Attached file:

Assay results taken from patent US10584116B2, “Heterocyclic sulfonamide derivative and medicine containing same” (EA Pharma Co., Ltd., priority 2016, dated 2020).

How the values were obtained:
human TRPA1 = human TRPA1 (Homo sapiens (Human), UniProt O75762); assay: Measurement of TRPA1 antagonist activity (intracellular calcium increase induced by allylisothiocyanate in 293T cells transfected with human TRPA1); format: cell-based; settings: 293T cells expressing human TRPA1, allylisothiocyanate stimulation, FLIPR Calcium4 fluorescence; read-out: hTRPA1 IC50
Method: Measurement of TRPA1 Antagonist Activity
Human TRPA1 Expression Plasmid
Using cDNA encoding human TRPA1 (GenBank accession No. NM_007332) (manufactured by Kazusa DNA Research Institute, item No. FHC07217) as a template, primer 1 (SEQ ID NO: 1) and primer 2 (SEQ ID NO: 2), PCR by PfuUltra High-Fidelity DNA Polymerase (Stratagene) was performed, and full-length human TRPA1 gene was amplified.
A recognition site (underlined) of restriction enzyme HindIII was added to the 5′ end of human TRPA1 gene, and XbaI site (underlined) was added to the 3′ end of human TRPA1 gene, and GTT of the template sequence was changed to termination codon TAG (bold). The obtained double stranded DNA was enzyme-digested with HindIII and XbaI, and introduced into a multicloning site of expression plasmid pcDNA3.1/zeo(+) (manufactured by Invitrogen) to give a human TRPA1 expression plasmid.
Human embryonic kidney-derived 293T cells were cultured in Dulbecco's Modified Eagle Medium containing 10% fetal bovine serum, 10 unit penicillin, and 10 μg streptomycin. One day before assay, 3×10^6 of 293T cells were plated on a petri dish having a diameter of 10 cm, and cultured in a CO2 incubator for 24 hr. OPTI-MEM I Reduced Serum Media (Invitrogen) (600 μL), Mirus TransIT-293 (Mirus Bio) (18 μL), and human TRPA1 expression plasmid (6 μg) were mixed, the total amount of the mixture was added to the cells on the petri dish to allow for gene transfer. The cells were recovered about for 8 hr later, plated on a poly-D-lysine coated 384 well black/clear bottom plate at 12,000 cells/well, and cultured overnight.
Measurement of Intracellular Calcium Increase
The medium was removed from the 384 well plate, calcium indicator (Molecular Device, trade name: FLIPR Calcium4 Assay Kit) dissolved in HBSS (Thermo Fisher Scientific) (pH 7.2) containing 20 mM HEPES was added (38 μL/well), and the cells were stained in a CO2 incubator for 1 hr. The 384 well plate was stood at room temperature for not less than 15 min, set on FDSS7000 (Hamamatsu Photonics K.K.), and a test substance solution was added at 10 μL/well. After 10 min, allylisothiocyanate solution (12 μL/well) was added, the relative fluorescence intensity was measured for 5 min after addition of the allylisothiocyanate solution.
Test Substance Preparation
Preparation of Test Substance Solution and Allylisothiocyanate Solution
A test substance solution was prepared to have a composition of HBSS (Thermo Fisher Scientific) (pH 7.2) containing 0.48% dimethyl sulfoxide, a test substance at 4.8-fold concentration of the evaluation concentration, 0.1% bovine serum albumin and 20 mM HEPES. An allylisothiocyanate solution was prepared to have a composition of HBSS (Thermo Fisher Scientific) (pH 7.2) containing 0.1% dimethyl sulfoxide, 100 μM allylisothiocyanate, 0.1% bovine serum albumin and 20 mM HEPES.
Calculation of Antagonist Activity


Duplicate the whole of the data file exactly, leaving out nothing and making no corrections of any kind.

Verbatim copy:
Assay results taken from patent US10584116B2, “Heterocyclic sulfonamide derivative and medicine containing same” (EA Pharma Co., Ltd., priority 2016, dated 2020).

How the values were obtained:
human TRPA1 = human TRPA1 (Homo sapiens (Human), UniProt O75762); assay: Measurement of TRPA1 antagonist activity (intracellular calcium increase induced by allylisothiocyanate in 293T cells transfected with human TRPA1); format: cell-based; settings: 293T cells expressing human TRPA1, allylisothiocyanate stimulation, FLIPR Calcium4 fluorescence; read-out: hTRPA1 IC50
Method: Measurement of TRPA1 Antagonist Activity
Human TRPA1 Expression Plasmid
Using cDNA encoding human TRPA1 (GenBank accession No. NM_007332) (manufactured by Kazusa DNA Research Institute, item No. FHC07217) as a template, primer 1 (SEQ ID NO: 1) and primer 2 (SEQ ID NO: 2), PCR by PfuUltra High-Fidelity DNA Polymerase (Stratagene) was performed, and full-length human TRPA1 gene was amplified.
A recognition site (underlined) of restriction enzyme HindIII was added to the 5′ end of human TRPA1 gene, and XbaI site (underlined) was added to the 3′ end of human TRPA1 gene, and GTT of the template sequence was changed to termination codon TAG (bold). The obtained double stranded DNA was enzyme-digested with HindIII and XbaI, and introduced into a multicloning site of expression plasmid pcDNA3.1/zeo(+) (manufactured by Invitrogen) to give a human TRPA1 expression plasmid.
Human embryonic kidney-derived 293T cells were cultured in Dulbecco's Modified Eagle Medium containing 10% fetal bovine serum, 10 unit penicillin, and 10 μg streptomycin. One day before assay, 3×10^6 of 293T cells were plated on a petri dish having a diameter of 10 cm, and cultured in a CO2 incubator for 24 hr. OPTI-MEM I Reduced Serum Media (Invitrogen) (600 μL), Mirus TransIT-293 (Mirus Bio) (18 μL), and human TRPA1 expression plasmid (6 μg) were mixed, the total amount of the mixture was added to the cells on the petri dish to allow for gene transfer. The cells were recovered about for 8 hr later, plated on a poly-D-lysine coated 384 well black/clear bottom plate at 12,000 cells/well, and cultured overnight.
Measurement of Intracellular Calcium Increase
The medium was removed from the 384 well plate, calcium indicator (Molecular Device, trade name: FLIPR Calcium4 Assay Kit) dissolved in HBSS (Thermo Fisher Scientific) (pH 7.2) containing 20 mM HEPES was added (38 μL/well), and the cells were stained in a CO2 incubator for 1 hr. The 384 well plate was stood at room temperature for not less than 15 min, set on FDSS7000 (Hamamatsu Photonics K.K.), and a test substance solution was added at 10 μL/well. After 10 min, allylisothiocyanate solution (12 μL/well) was added, the relative fluorescence intensity was measured for 5 min after addition of the allylisothiocyanate solution.
Test Substance Preparation
Preparation of Test Substance Solution and Allylisothiocyanate Solution
A test substance solution was prepared to have a composition of HBSS (Thermo Fisher Scientific) (pH 7.2) containing 0.48% dimethyl sulfoxide, a test substance at 4.8-fold concentration of the evaluation concentration, 0.1% bovine serum albumin and 20 mM HEPES. An allylisothiocyanate solution was prepared to have a composition of HBSS (Thermo Fisher Scientific) (pH 7.2) containing 0.1% dimethyl sulfoxide, 100 μM allylisothiocyanate, 0.1% bovine serum albumin and 20 mM HEPES.
Calculation of Antagonist Activity